John’s Note: Eva Shockey can’t remember a time that she wasn’t around hunting. Eva’s mother, Louise Shockey, was a ballerina. Following her mother’s lead, during the early part of her life, Eva leaned heavily toward dance. She was a ballerina, she competed in ballroom dancing, and she taught dance. She went on hunts with her dad, well-known outdoorsman Jim Shockey, but never really wanted to take an animal until she was in her early 20s. Today, she’s one of the most recognized lady hunters in the hunting industry. She co-hosts “Jim Shockey’s Hunting Adventures” (www.jimshockey.com) TV show and hunts all over the world with and without her dad.
The big buck I took in Saskatchewan this year was the most disappointing yet the most exciting hunt ever.
The hunt was disappointing, because this hunt on our family ranch in Saskatchewan always had been a family hunt for me and my dad. But Dad was in Africa and wasn’t able to come home to hunt with me. That was a bummer, since I really enjoy hunting with my dad. The hunt was also tough, since we put in 9 days of hard hunting in cold weather, before I had the opportunity to take a buck of a lifetime with my bow.
I’ve shot a bow for a long time, but I’m relatively new to hunting with my bow. I was just too nervous to take a shot at an animal with my bow because I knew I only had one, perhaps two, opportunities to take the animal. But on this hunt, we’d made the decision that win, lose or draw, I was going to try to take a shot at a buck with my Bowtech Carbon Rose bow (http://www.bowtecharchery.com). I pull 50 pounds, and I shoot a fixed three blade Muzzy broadhead (http://www.muzzy.com/). I’ve only been actively hunting with a bow for about 3 years now. When I’m hunting with a bow, I really get anxious about only having one shot, and that shot has to be perfect. With a gun, once I’ve got my gun sighted in, there’s not much question that the bullet’s going to hit where I’m aiming when I squeeze the trigger. But when I’m hunting with a bow, I find that’s not always what happens. Most of the time, the arrow will go where you want it to go. However, there are many more steps to go through before you release the arrow than when you hunt with a gun. If you don’t go through each one of those steps correctly, the arrow won’t go where you want it to go. In the heat of the moment, when you have an animal in front of you, and you’re all excited, you easily can forget one of those steps or not perform one of those maneuvers accurately, and then you miss the shot. Sometimes all those steps feel like a big pile of mush in my brain, especially when I’m excited. I have to mentally go through the gymnastics to make sure: I’m hitting the anchor point where I’m supposed to; I’m not torquing the bow; my hand is loose on the bow; and I’m not squeezing the bow. Also when I’m aiming, I have to be certain I’m looking at the right pin on my pinsight.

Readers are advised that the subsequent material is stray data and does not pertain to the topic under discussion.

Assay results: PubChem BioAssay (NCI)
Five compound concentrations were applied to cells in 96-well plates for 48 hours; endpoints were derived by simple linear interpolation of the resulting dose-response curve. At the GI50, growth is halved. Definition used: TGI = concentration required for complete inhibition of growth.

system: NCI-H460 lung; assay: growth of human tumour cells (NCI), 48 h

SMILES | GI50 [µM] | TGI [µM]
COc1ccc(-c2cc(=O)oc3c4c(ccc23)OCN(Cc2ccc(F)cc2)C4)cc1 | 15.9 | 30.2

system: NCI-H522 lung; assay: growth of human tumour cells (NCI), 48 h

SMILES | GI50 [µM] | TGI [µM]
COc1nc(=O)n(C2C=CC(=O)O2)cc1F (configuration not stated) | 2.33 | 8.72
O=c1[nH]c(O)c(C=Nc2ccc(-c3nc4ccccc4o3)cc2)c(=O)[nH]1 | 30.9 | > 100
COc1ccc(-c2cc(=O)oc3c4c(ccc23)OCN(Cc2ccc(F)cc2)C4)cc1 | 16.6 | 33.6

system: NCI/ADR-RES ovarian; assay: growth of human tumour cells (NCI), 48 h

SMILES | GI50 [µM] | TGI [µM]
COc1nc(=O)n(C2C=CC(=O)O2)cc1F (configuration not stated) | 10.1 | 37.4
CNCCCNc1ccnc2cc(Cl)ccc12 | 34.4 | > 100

This was the first time I had hunted whitetails without my dad, which was a really big thing for me.
Because we were producing a television show, I obviously wanted to do a good job to show him that I could get a good TV show without him being there to help me. Luckily, I had Brian Wojo, one of my dad’s head guides, with me. Brian has such a long last name that we’ve shortened it to Wojo. Since I’d grown up with Brian, I was really comfortable having him on the hunt with me. However, I felt a lot of pressure to perform and do a good job, because Brian was giving up his time to go with me on this hunt. Also, we had a new cameraman with us, who didn’t know how we did things on our TV show.